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Six best ways to get your bank balance back in shape


When it comes to reviewing your finances, it makes sense to focus on the areas that could save the most cash with the least effort. We show you how.

piggy bank 

There is never a bad time to get your finances in shape. But where do you start?

Most of us have lots of outgoings, from mortgages or rent to utilities bills and mobile phone contracts.

Then there’s our savings and pensions – provided we have any.

We’ve taken a look at the potential changes that offer the biggest bang for your buck – that is, they are simple to implement and stand to save or make you the most money.

1. Sort out your debts

If you are borrowing on an overdraft or credit card, you could be paying high rates of interest and extra fees on top.

Patrick Connolly, a Certified Financial Planner at Chase de Vere, says there are certain questions you need to ask, such as:

  • What interest rates are you paying on your debt?

  • Would you face any exit penalties if you pay off your debt?

  • Can you reduce how much you’re paying by moving your debt elsewhere?

  • How much are you able to put aside each month to reduce your debts?

"Work out a plan to pay off your debts, starting with those where you pay the highest rates of interest and have little or no exit penalties – and then make sure you stick to it," Connolly says.

2. Clear out your direct debits

Andrew Hagger, a personal finance expert at Moneycomms, has a very simple tip to potentially save cash.

"Look through your bank statement and cancel those non-essential direct debits, such as gym membership, dental plans, magazine subscriptions and so on," he says.

"The sums may not be large, but every little helps."

3. Find a cheaper mortgage

Home loan repayments are many households' biggest monthly outgoing.

Connolly says you should check when your current mortgage ends and what penalties you would face for moving to another deal.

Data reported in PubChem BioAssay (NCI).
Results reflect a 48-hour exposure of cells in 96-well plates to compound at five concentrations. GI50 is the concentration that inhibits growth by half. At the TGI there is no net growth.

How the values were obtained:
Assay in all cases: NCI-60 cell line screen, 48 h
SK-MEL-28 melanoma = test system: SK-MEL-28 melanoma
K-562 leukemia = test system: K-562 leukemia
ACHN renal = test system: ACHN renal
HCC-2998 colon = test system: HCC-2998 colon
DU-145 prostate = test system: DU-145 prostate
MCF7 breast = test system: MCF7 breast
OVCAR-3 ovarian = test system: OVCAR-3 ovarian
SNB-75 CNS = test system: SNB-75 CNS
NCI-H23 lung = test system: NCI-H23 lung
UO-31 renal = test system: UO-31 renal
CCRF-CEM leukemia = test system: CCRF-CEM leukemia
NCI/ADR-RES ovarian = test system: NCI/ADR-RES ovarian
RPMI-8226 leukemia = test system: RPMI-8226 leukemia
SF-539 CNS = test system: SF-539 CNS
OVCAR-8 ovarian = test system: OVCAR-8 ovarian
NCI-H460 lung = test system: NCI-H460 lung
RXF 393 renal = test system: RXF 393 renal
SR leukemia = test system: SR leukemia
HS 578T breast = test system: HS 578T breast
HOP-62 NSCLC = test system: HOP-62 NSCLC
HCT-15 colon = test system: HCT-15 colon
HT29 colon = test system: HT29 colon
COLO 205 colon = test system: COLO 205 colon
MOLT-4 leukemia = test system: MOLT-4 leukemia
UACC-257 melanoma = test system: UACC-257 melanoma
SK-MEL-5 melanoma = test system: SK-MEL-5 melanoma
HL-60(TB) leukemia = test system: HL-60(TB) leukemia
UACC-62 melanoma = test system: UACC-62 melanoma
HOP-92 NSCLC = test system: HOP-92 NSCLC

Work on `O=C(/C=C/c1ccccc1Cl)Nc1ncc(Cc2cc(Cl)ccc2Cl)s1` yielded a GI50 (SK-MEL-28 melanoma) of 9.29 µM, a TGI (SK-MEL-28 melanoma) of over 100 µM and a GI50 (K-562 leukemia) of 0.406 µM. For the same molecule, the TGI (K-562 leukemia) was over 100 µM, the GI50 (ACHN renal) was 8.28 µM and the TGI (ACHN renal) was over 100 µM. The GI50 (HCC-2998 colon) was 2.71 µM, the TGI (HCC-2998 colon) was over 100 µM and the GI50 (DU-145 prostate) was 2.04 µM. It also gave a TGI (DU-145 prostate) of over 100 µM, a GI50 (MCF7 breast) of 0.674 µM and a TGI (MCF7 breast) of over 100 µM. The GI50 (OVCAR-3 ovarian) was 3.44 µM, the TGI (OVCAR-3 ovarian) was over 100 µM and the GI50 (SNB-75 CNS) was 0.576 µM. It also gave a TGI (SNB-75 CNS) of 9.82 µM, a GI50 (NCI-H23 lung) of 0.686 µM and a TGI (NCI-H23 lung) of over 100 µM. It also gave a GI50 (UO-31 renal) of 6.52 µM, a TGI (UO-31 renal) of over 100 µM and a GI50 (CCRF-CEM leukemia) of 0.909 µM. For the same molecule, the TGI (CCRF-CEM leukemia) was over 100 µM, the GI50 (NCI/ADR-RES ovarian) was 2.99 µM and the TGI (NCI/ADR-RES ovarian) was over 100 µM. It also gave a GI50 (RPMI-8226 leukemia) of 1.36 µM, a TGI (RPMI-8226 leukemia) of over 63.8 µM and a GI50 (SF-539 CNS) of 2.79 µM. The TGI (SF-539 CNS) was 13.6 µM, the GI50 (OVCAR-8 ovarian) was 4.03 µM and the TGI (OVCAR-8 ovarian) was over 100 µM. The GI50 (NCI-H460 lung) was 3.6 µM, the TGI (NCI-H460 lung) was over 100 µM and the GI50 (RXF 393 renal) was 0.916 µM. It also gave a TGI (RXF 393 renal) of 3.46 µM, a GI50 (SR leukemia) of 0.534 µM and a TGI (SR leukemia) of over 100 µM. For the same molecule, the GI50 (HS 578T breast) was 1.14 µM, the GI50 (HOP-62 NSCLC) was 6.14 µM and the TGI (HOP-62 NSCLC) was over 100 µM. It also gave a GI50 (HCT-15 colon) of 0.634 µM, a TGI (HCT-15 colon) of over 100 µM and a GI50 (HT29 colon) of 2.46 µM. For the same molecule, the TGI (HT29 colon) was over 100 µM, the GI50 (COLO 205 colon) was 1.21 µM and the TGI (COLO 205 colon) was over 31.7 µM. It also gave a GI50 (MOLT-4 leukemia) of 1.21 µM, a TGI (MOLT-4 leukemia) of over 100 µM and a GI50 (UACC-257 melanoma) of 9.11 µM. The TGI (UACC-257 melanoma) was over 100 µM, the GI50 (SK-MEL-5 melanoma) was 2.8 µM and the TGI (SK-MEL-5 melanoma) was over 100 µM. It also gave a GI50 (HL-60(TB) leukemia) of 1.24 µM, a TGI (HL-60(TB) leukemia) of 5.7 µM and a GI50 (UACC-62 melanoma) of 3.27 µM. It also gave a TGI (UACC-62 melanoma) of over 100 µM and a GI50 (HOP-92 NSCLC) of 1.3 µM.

He adds: "Review your existing mortgage deal to make sure it is competitive.

"Work out if you can afford to make overpayments to reduce your mortgage debt and make sure you can afford to pay your mortgage even if interest rates rise in 2015, as many people predict them to do."

4. Get the best deal on fuel

 fuel pump

Petrol and diesel prices have fallen dramatically over recent months, but there can still be a significant difference in the costs from garage to garage.

Hagger says: "Check out to make sure you know where the cheapest petrol garage is near you.

"Even though fuel costs are getting lower, it can still help you save an extra 2p or 3p per litre."

5. Join a pension scheme and get free money

If your employer has a company pension, you could be missing out on free cash by not joining.

Yes, you’ll have to contribute some of your salary – but it’s all in a good cause, namely being able to retire at a reasonable age.

As a bonus, most firms’ schemes include an employer’s contribution – so if you pay in, say, 3% of your salary your firm may match it.

Connolly says: "If you have access to a company pension scheme then you should probably join it.

"While retirement might seem like a long way off, the sooner you are saving regularly into the pension the easier it will be to achieve a comfortable standard of living when you do retire."

6. Don’t accept your insurer’s offer

When your home or car insurance comes up for renewal, your current provider will make you a new offer and may renew your cover automatically if you don’t cancel your policy.

Chances are, their new price is not the cheapest available so it makes sense to see what other deals are available.

Hagger says: "Shop around for cheaper cover, but also review the level of cover you have – you may be able to cut back here and there to save £20 to £50 on your annual premium."



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